Background & aims: Subpopulations of interstitial cells of Cajal are regarded as the source of spontaneous slow waves of the gut musculature (pacemaker cells). Their ontogeny remains unclear, but a role of the tyrosine kinase receptor c-kit in their development has recently been recognized. This study examined the interstitial cells in the human colon and in Hirschsprung's disease (aganglionosis).
Methods: The distribution of the c-kit receptor was studied using specific antibodies in 5 normal patients, 10 patients with Hirschsprung's disease, and 3 patients with diversion loop enterostomies. c-kit immunohistochemistry was also combined with reduced nicotinamide adenine dinucleotide phosphate diaphorase histochemistry or with c-kit ligand (stem cell factor) immunohistochemistry. Transmission electron microscopy was performed in 1 patient with Hirschsprung's disease.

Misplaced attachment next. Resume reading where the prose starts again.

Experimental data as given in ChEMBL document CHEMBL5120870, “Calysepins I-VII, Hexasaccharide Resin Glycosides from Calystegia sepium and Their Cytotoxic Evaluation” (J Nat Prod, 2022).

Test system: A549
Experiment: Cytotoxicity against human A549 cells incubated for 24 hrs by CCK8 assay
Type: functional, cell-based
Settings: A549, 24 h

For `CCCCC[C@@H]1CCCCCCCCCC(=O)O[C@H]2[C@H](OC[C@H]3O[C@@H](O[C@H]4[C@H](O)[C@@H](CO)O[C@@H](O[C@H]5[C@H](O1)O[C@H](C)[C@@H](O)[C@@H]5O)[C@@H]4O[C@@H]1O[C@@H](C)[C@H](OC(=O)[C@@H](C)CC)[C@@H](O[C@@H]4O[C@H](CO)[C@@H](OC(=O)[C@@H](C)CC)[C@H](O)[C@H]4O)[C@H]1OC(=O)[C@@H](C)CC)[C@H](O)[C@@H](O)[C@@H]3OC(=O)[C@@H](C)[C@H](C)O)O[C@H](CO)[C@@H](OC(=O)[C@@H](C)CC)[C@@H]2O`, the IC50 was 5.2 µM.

Results: c-kit immunoreactivity labeled a network of interstitial cells at the outer edge of the submucosa, in the muscular layers, and around the myenteric plexus. In aganglionic segments, interstitial cells were scarce and its network appeared disrupted. Interstitial cells of Cajal were identified in aganglionic regions by electron microscopy. Interstitial cells of Cajal are identifiable in newborns and exhibit similar distribution in diversion loops independent of contact with luminal nutrients.
Conclusions: Our morphological data may explain the abnormal spontaneous electrical activity in aganglionic segments of Hirschsprung's disease and may give new insight into the ontogeny of interstitial cells.